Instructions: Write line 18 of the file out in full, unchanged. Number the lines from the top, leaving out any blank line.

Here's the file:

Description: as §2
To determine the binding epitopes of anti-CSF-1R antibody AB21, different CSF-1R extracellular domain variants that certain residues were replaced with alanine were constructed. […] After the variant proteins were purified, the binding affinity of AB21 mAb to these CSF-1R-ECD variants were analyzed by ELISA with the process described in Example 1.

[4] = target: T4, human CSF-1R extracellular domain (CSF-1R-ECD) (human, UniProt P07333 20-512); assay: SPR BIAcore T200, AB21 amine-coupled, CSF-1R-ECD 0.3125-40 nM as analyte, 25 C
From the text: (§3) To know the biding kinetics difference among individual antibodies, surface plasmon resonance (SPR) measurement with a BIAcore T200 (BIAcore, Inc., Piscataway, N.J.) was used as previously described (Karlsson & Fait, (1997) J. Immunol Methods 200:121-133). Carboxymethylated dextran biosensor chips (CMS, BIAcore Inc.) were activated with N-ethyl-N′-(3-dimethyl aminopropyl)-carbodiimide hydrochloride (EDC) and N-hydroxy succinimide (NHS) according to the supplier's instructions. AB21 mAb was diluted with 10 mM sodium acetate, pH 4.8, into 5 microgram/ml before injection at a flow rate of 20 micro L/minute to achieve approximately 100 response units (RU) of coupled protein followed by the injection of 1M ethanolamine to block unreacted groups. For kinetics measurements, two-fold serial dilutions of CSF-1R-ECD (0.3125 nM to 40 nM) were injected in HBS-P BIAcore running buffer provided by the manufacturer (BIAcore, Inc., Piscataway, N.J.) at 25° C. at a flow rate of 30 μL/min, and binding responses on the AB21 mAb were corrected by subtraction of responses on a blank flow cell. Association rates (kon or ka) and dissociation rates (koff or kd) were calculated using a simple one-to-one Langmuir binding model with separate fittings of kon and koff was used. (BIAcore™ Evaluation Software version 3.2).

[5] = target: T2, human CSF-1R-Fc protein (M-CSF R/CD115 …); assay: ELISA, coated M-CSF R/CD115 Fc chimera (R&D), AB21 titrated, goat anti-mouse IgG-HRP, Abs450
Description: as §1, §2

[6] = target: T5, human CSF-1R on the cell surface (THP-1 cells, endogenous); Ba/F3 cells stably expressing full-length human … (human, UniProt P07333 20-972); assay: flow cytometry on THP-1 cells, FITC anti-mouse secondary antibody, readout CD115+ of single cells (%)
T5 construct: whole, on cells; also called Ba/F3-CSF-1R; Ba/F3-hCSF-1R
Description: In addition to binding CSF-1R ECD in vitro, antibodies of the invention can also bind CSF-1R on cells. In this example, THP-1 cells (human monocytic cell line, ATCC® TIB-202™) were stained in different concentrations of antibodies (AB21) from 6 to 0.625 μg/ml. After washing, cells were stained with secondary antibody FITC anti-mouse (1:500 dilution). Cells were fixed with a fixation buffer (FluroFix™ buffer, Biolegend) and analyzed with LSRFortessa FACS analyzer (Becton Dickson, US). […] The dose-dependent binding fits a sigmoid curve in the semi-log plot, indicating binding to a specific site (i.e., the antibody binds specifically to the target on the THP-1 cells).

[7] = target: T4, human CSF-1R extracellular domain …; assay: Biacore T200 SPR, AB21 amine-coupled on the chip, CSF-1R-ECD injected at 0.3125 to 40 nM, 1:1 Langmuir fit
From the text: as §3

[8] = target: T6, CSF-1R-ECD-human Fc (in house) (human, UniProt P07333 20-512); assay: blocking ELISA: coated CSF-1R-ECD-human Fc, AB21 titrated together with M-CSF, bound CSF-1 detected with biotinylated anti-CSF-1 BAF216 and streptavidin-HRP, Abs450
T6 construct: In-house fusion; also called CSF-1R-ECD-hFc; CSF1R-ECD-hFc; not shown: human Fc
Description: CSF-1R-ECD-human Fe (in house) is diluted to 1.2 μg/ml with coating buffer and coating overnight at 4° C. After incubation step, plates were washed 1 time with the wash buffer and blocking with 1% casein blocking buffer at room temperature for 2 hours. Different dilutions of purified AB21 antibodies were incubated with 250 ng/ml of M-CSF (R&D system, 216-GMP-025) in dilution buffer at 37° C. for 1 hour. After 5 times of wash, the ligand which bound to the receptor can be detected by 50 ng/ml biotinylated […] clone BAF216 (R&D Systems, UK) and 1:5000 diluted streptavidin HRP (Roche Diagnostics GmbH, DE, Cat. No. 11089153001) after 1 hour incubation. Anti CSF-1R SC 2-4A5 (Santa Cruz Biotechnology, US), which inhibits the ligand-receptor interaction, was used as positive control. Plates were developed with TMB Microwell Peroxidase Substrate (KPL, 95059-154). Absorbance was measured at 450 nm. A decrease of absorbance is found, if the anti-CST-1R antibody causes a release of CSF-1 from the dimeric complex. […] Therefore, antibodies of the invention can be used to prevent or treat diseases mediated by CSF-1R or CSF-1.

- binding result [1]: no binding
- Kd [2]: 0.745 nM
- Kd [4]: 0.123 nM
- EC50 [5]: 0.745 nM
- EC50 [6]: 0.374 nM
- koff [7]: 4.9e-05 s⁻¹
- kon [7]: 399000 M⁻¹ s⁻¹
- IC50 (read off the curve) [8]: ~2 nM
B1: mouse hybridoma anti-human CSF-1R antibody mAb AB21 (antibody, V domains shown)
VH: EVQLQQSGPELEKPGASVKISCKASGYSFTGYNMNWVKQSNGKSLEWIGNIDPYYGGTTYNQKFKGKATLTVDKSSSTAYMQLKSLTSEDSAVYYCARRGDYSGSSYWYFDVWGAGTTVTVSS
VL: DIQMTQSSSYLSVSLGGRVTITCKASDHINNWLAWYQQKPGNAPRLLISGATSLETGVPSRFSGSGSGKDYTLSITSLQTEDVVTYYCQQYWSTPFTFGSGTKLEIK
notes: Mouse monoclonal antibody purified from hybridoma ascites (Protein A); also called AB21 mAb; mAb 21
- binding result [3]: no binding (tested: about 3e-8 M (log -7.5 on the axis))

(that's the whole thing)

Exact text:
- EC50 [5]: 0.745 nM